Let There Be Light on the Streets of Boston
By Victoria Gonzalez 11/05/2018
The Illuminus Arts Festival, held on the first weekend in November, did the near impossible.
The artists used their talents to transform the drab streets around Downtown Crossing into a bright and colorful show of lights as art. They used their talents to showcase their creative use of light that also had messages for the public.
This year the contemporary festival showcased twenty-seven projects. They were all based on light and sound manipulation by using technology that gave the viewers a virtual experience. The designs varied from projections of colorful shapes, patterns, and images onto different buildings. Also, audio-visual installations provided visitors a chance to interact with and explore the artworks that used voices, games, music, and performers. Most of the projects gave a powerful message that aimed to strengthen the community and celebrate cultural diversity.
One sculpture that portrayed a starkly different message was called Boston 2070, a dazzling piece about climate change. The skyline of the city was made out of steel and it was frozen into a block of ice, that was surrounded by four heat lamps. The more people who walked towards the piece, the more lamps would turn on and speed up the melting process. When the ice completely melted, it represented the effects that the city would face from a rise in the sea level by the year 2070.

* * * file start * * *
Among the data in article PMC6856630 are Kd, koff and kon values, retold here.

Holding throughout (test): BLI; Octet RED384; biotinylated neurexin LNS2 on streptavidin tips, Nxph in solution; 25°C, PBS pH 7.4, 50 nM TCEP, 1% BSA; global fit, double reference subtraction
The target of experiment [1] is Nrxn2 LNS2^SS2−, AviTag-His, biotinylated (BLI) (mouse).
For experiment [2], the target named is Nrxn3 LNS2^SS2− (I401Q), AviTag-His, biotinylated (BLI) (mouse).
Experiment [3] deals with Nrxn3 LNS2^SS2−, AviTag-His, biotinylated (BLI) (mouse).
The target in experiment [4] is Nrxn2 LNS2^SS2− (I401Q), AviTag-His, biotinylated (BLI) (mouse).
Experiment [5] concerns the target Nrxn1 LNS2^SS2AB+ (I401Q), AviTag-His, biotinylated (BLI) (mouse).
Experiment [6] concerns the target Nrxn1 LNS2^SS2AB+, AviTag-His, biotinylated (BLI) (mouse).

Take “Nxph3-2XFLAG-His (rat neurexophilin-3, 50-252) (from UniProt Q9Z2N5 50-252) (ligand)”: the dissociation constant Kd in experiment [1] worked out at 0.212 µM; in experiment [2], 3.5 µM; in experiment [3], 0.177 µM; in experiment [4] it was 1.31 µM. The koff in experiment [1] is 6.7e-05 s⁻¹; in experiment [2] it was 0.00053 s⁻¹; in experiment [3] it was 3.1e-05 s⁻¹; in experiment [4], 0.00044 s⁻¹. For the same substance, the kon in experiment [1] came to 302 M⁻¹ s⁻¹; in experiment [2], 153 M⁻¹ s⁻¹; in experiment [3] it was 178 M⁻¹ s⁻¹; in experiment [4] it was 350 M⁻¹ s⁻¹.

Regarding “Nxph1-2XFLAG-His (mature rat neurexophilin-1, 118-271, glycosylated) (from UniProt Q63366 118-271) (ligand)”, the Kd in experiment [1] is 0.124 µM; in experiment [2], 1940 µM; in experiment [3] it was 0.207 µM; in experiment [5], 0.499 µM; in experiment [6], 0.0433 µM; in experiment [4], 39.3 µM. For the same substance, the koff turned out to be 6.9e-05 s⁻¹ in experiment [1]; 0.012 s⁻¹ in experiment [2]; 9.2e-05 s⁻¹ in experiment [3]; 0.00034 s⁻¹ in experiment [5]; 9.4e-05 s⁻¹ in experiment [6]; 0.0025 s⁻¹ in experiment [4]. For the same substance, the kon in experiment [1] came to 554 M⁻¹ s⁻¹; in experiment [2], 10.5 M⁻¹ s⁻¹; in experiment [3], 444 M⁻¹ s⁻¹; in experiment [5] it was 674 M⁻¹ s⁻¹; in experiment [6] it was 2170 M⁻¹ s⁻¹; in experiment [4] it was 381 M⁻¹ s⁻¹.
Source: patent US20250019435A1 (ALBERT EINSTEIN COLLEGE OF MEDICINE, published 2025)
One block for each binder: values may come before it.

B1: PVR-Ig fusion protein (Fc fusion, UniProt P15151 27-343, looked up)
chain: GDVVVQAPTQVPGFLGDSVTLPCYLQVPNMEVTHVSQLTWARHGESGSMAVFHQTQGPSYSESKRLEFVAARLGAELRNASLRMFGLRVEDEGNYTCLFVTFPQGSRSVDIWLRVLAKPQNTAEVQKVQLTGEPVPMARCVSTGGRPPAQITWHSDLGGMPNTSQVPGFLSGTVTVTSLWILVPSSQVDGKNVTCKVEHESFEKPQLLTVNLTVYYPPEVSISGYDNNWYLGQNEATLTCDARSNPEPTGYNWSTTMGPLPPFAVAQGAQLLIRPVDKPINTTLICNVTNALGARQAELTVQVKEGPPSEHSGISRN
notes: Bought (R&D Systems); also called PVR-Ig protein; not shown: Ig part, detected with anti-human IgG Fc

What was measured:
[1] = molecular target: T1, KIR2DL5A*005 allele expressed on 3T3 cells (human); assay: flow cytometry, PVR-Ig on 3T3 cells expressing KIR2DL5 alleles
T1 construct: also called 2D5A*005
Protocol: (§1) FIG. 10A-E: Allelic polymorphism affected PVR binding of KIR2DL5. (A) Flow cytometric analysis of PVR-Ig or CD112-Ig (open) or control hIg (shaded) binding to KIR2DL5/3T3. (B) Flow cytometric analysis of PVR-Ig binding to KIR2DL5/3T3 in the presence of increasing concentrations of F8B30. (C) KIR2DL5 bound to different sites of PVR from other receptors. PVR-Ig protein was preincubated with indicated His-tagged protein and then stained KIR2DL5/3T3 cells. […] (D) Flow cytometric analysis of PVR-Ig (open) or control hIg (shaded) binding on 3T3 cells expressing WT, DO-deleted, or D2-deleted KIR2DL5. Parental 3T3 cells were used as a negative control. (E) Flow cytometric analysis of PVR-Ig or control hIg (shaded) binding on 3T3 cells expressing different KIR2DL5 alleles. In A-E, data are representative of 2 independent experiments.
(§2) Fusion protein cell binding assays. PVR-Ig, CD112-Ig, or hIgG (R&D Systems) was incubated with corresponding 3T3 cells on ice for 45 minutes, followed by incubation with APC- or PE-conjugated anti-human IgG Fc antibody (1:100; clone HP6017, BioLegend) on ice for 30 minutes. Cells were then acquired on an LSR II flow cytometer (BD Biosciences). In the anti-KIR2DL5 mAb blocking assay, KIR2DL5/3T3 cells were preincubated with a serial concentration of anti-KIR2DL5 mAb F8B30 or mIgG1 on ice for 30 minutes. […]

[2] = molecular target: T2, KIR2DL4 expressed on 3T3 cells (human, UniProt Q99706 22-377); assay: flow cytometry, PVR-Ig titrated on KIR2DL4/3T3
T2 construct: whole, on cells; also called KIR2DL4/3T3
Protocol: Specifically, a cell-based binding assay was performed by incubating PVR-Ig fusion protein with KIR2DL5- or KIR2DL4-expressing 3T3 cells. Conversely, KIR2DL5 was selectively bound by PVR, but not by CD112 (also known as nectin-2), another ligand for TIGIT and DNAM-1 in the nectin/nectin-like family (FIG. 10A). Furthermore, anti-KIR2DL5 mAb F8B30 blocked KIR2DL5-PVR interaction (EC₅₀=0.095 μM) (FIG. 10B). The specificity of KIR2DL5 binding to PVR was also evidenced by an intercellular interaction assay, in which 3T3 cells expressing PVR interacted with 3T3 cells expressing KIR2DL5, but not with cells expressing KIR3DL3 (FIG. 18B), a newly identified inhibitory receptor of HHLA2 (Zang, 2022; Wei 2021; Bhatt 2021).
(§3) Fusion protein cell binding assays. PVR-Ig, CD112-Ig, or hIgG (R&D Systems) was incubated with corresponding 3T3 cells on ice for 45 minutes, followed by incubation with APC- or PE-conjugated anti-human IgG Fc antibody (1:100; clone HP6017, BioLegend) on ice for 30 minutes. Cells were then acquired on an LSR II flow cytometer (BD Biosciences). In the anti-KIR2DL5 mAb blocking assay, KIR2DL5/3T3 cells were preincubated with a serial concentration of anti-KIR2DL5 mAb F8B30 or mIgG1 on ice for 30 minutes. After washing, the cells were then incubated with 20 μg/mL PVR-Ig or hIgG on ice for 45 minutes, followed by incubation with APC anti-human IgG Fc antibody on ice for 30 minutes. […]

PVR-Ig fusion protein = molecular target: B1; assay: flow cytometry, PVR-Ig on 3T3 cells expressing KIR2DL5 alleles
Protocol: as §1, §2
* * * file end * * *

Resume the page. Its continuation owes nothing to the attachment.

The artist, Teresita Cochran, said her artwork was very relevant today and emphasized how much one person can help to save the environment. “The current administration is very against what’s happening in climate change,” she said, “so it’s meant to give people an idea of how they are contributing to the problem but it’s also a call to action.”
Illuminus partners with LuminArtz, a nonprofit agency that helps provide a platform for Boston-based artists, designers, and technologists, to display their work.
The Downtown Boston Business Improvement District (BID) is another nonprofit that supports the festival. One of the BID staff members, Joshua Nungesser, explained that “each exhibit has its own personality, its own flare, its own technology that is intriguing.”
Illuminus ARTS Festival has continued to grow featuring over forty artists and attracted a crowd of over 30,000 visitors throughout the last four years.